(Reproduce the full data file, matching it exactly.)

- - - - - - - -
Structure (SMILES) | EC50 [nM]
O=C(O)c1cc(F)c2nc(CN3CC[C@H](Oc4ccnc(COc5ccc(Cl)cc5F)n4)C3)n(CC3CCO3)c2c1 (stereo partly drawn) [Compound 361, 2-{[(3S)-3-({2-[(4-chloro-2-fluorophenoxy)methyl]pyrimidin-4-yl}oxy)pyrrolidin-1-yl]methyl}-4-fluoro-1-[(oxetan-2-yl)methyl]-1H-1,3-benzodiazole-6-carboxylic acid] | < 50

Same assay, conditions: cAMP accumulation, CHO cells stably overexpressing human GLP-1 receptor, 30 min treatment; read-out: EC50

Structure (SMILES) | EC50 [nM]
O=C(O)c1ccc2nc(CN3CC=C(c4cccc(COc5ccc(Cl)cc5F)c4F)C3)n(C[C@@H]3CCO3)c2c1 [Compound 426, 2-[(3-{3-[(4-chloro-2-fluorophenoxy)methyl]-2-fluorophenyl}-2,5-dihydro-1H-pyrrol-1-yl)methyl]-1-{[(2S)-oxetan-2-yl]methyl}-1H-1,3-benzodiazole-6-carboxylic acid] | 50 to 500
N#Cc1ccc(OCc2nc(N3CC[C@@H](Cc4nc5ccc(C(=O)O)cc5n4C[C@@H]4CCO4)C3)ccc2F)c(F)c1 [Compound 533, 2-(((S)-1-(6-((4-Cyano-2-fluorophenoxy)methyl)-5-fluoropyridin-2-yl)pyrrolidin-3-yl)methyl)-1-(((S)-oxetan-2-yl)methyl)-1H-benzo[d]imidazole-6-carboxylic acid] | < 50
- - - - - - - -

Structure (SMILES) | EC50 [nM]
O=C(O)c1cc(F)c2nc(CN3CC[C@H](Oc4ccnc(COc5ccc(Cl)cc5F)n4)C3)n(CC3CCO3)c2c1 (stereo partly drawn) [Compound 361, 2-{[(3S)-3-({2-[(4-chloro-2-fluorophenoxy)methyl]pyrimidin-4-yl}oxy)pyrrolidin-1-yl]methyl}-4-fluoro-1-[(oxetan-2-yl)methyl]-1H-1,3-benzodiazole-6-carboxylic acid] | < 50

Same assay, conditions: cAMP accumulation, CHO cells stably overexpressing human GLP-1 receptor, 30 min treatment; read-out: EC50

Structure (SMILES) | EC50 [nM]
O=C(O)c1ccc2nc(CN3CC=C(c4cccc(COc5ccc(Cl)cc5F)c4F)C3)n(C[C@@H]3CCO3)c2c1 [Compound 426, 2-[(3-{3-[(4-chloro-2-fluorophenoxy)methyl]-2-fluorophenyl}-2,5-dihydro-1H-pyrrol-1-yl)methyl]-1-{[(2S)-oxetan-2-yl]methyl}-1H-1,3-benzodiazole-6-carboxylic acid] | 50 to 500
N#Cc1ccc(OCc2nc(N3CC[C@@H](Cc4nc5ccc(C(=O)O)cc5n4C[C@@H]4CCO4)C3)ccc2F)c(F)c1 [Compound 533, 2-(((S)-1-(6-((4-Cyano-2-fluorophenoxy)methyl)-5-fluoropyridin-2-yl)pyrrolidin-3-yl)methyl)-1-(((S)-oxetan-2-yl)methyl)-1H-benzo[d]imidazole-6-carboxylic acid] | < 50